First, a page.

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Understanding cash flow means understanding how money moves in and out of professional organisations and individuals. Cash flow is heavily affected by all business decisions and must be taken into account all the time.
In this wiki, readers will learn all about cash flow: what it is, how it skews negative or positive, and what are the different types of cash flow
Cash flow in a nutshell
- Cash flow is the money which flows in and out of businesses
- It can be classed as positive or negative, indicating the increase or decrease in cash flow at the time
- The different types of cash flow help to understand what is directing and influencing the cash flow in certain areas
- Operating cash flow demonstrates the cash flow lost and gained in the everyday operations of the business
- Financing cash flow is the money funding the company and its capital
- Investing cash flow is affected by the various investments the company is involved with and can offer a deceptive negative reading of the company’s cash flow state
What is cash flow?
As the lifeblood of businesses, money constantly flows in and out of businesses. Interest rates, expenditures, royalties, credit, and many other business activities cause money to either accumulate within the company or individual, or travel to other places. This is cash flow.
Understanding cash flow is a massive part of financial analysis. The amounts and periods of time in which cash flow increases or slows down must be analysed for what they might reveal about the business at that time, eventually contributing to a picture of that business’s overall financial performance.
Positive and negative cash flow
Cash flow is read as either negative or positive. Positive cash flow is an indication that the value of the company’s assets are increasing, whereas negative cash flow indicates the opposite. Positive cash flow is likely to open up the business to expansion, provide more choice in future decisions, and increase the potential of the investment portfolio. Negative cash flow may lead to liquidation of assets in order to pay off debts, internal restructuring, and downsizing.
Types of cash flow
Beyond positive and negative, there are types of cash flow which indicate the directors of the flow of cash—in other words, what is instigating and shaping the cash flow in that particular area.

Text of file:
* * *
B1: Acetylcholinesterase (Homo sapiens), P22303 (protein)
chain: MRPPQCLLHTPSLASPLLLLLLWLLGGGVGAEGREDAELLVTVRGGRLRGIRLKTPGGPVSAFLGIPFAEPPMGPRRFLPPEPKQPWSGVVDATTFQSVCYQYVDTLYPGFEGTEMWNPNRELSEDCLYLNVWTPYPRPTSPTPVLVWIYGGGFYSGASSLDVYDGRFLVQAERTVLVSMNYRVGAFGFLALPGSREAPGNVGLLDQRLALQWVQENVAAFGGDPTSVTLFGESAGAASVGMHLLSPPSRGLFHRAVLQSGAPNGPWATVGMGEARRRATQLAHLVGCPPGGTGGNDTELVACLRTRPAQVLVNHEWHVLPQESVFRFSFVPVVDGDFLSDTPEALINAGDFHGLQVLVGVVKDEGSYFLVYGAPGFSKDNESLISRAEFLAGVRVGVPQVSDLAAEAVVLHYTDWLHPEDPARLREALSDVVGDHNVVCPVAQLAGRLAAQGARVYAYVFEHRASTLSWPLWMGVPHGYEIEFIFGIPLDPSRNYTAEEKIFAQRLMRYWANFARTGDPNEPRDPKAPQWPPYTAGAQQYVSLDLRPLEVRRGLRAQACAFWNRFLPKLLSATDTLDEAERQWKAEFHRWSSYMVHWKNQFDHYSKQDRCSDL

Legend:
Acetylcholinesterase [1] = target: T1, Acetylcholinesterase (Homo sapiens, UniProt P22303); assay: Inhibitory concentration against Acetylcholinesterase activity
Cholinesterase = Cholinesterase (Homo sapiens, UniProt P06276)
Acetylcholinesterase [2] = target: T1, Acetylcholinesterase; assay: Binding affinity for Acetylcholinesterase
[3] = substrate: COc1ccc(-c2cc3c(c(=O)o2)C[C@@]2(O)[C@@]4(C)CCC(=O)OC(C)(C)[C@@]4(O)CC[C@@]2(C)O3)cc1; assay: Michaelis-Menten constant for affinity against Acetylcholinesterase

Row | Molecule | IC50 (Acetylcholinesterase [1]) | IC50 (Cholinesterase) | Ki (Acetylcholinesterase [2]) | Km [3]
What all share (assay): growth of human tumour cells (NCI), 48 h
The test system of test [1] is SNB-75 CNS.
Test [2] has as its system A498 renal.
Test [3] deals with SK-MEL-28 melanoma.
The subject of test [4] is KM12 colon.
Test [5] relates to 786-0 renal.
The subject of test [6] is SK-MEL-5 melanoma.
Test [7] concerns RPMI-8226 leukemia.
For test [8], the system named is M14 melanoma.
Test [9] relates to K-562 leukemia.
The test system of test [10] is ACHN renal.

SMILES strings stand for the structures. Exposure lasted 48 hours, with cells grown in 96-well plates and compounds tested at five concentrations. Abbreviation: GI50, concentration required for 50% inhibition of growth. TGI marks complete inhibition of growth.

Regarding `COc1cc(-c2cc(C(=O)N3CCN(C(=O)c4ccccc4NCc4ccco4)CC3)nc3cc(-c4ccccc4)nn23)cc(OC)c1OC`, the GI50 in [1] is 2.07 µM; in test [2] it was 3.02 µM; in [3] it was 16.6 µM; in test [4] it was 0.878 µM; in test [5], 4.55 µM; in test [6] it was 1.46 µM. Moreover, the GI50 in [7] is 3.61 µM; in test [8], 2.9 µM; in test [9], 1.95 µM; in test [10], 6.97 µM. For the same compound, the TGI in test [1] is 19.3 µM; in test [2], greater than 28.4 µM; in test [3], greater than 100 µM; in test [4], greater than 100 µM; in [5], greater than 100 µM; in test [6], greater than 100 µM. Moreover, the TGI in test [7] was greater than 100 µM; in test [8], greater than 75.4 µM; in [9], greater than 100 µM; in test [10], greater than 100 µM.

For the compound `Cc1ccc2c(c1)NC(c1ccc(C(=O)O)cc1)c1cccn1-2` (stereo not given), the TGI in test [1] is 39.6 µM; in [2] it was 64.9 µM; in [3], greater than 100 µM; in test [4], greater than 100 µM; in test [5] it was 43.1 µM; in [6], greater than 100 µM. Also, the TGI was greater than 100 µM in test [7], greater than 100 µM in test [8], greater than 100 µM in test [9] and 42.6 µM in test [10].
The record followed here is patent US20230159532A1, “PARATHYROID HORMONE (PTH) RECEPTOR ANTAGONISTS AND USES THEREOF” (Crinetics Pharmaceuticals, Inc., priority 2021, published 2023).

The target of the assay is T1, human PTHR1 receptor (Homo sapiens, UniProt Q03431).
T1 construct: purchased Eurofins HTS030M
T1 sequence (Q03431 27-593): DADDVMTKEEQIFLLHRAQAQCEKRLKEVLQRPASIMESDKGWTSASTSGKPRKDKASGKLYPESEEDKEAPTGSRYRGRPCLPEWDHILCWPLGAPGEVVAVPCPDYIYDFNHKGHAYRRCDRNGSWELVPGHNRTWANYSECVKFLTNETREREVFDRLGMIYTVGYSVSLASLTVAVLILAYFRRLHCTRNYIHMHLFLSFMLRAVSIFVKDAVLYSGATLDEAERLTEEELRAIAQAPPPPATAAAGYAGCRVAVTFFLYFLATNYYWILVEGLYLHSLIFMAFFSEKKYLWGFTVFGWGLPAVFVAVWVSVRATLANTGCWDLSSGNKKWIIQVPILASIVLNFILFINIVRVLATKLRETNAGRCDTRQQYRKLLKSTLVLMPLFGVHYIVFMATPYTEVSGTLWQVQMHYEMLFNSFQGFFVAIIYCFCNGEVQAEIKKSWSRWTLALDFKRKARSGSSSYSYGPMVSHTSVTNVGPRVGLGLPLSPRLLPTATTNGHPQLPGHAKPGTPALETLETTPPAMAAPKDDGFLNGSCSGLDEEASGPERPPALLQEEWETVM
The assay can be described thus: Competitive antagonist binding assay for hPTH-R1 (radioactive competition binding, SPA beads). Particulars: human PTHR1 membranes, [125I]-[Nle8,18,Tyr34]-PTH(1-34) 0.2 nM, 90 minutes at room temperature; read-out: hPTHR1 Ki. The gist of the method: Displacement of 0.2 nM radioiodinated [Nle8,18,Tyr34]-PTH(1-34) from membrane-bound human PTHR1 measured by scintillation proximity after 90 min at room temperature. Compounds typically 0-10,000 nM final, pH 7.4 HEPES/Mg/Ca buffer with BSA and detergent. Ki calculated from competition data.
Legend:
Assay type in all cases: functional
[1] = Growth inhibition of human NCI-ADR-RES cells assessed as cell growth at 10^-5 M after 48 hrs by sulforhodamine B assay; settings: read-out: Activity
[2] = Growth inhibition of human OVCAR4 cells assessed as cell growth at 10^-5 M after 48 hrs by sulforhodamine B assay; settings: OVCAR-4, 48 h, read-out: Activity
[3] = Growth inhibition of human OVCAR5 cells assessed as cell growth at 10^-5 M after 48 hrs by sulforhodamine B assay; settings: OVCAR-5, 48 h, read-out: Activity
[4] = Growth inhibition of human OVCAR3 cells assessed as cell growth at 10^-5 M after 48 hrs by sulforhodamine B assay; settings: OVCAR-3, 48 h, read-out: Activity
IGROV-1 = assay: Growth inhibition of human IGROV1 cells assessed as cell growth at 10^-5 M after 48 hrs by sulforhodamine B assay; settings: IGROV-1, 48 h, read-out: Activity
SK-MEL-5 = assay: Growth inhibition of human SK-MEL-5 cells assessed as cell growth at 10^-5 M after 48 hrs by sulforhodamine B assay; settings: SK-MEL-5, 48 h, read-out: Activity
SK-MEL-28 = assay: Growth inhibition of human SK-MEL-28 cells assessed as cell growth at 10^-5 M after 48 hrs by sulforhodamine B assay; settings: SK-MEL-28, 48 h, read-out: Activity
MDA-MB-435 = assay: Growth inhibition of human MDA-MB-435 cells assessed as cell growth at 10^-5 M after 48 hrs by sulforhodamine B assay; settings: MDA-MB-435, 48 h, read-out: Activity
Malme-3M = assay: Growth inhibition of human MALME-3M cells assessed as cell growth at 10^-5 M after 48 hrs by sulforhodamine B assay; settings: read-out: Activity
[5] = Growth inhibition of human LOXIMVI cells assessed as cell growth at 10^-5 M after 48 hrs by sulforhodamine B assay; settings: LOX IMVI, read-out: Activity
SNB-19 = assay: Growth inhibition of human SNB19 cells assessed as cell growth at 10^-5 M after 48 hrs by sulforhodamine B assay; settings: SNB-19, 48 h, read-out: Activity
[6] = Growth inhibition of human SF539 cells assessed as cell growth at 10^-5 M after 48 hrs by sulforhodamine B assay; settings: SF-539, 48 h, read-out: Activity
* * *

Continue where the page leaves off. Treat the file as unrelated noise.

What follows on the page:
Operating cash flow
When money flows in and out directly due to goods production and sales, money is spent to enable the operations that allow this to happen. This is operating cash flow or cash flow from operations (CFO).
A close look at an entity’s operating cash flow will give an indication of whether it is making enough money to cover its bills and operating expenses. Changes may have to be made to do with office location, production goods, and staff in order to correct the operating cash flow to a more positive one.
Payment collection from customers is an example of potentially negative operating cash flow. Card readers with limited capabilities or online stores with a lack of payment options may deter customers and affect the operating cash flow, calling for a change in payment collection operations.
Financing cash flow
Cash flows from financing (CFF) demonstrate the money that flows through the entity and is used to fund the entity and its capital. Investors will look at a company’s financing cash flow to determine its financial strength at a given time.
Investors can develop a fairly clear picture of a company because financing cash flow includes the transactions that involve issuing debt, equity, and dividends. So, the company’s on-time payments and accumulation of debt are measured over a period of time, illustrating the stability of the cash flow.
Investing cash flow
Cash flow from investing (CFI) will indicate the money gained and lost from the various investments in which the entity is involved. These investments range from purchasing physical assets such as real estate or vehicles for business trips, to investments from venture capital or angel investors.
Sometimes an analysis of an entity’s investing cash flow may lead the analyst to believe the entity has negative cash flow. However, the case may be that a great deal of money is being invested into the long term financial health of the company.